Start by clearing out any bird nests or other debris from the top of the chimney. You can do this with a brush or a metal ladder. If there are areas within the chimney where birds aren't nesting, now is the time to fix those problems before they attract more animals.
After you've cleaned out the chimney, let it air out for at least an hour during daytime hours. This will help remove some of the smoke smell that chimneys tend to get over time. Once you're ready to go back inside, turn on all the interior lights to help guide your way up the chimney.
You should start at the base of the chimney and work your way up.
Gas log fireplaces must still be swept and inspected on an annual basis. The same as Wood. Most homeowners believe that because their fireplace and chimney are gas-burning, they do not require maintenance or cleaning. Gas fireplaces, according to the Chimney Safety Institute of America (CSIA), require an annual chimney cleaning and inspection. The same precautions used when cleaning a wood-burning stove should be followed when cleaning a gas-fueled one. A qualified technician should perform this task to ensure that no obstructions are present in your flue. If so, smoke could be blocked from exiting the house.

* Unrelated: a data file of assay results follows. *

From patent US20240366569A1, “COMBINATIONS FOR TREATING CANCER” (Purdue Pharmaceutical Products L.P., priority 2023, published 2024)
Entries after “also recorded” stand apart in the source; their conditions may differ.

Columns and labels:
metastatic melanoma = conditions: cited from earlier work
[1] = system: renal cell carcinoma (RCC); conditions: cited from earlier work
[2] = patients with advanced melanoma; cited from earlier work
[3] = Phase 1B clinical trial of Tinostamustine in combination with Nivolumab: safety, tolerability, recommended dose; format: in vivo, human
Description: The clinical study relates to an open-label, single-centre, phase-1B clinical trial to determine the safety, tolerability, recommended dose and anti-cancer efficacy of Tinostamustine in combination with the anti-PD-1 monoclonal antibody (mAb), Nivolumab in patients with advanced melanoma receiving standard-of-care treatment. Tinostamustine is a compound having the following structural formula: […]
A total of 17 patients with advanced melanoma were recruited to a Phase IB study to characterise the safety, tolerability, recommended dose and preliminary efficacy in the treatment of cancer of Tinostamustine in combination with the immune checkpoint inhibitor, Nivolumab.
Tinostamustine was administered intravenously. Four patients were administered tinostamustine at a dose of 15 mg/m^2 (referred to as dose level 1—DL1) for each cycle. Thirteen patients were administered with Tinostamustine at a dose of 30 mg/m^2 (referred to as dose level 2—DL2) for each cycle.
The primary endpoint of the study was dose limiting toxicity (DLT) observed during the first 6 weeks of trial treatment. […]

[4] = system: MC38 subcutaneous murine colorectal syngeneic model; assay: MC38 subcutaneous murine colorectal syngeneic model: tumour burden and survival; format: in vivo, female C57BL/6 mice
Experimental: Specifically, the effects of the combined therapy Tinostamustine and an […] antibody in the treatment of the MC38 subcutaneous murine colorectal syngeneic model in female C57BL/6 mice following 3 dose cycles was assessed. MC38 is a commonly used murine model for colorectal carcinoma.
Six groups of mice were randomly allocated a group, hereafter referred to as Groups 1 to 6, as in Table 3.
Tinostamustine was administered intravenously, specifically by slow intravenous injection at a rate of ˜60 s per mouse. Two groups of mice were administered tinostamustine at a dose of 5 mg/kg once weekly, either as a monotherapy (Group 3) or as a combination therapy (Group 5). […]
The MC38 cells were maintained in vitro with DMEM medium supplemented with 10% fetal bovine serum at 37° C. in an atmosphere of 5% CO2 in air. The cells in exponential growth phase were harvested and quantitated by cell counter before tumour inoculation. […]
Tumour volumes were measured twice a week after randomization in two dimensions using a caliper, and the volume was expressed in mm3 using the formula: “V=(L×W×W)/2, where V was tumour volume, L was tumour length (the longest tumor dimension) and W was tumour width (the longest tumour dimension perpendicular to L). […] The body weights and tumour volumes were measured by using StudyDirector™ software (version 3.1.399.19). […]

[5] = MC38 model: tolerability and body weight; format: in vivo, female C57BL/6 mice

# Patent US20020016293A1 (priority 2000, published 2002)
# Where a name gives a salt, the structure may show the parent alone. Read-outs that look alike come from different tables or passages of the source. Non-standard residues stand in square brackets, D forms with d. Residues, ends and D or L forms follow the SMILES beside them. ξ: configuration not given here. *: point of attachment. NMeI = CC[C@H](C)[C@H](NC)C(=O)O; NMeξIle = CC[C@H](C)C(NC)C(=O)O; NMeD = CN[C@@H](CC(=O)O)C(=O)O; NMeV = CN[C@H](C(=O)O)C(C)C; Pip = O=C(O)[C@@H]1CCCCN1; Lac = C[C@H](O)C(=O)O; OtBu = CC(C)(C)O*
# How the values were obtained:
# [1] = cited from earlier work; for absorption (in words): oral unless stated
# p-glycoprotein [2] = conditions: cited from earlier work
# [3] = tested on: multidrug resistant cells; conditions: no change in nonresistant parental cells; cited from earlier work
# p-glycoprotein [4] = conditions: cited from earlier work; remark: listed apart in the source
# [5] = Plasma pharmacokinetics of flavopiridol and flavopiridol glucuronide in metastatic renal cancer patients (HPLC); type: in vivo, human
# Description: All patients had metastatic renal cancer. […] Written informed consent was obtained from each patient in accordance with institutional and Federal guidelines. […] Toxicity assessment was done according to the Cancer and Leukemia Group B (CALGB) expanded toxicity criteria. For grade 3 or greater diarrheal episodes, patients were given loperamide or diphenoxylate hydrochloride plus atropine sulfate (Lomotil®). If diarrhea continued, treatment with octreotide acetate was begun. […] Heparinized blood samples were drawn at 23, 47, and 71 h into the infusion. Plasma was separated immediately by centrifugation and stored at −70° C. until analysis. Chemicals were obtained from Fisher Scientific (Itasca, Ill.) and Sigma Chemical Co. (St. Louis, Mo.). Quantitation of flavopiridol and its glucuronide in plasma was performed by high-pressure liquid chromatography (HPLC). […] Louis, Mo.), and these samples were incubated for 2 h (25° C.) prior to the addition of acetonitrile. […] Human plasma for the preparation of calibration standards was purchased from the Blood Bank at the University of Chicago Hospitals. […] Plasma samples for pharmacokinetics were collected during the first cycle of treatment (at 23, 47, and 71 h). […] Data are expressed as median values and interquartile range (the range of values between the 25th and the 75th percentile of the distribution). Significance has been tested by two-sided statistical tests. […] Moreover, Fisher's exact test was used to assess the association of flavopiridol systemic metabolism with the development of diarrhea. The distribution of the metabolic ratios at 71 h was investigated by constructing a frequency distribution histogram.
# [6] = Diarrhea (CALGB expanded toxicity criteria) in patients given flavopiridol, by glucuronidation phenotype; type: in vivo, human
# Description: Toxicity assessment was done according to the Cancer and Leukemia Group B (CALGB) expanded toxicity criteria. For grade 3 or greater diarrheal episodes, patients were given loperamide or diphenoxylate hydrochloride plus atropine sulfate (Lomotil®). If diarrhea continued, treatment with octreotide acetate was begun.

The CSIA recommends performing a chimney sweep at least once per year by a trained professional. The same care should be taken during the clean out process to prevent damage to your home. A simple check of your roof for signs of wear or tear can alert you to problems before they become major issues. Worn-out shingles may indicate that heavy winds are coming from a direction that could cause damage to your chimney or roof structure if not corrected promptly. Heavy snowfall or severe weather conditions may also indicate that repairs are needed.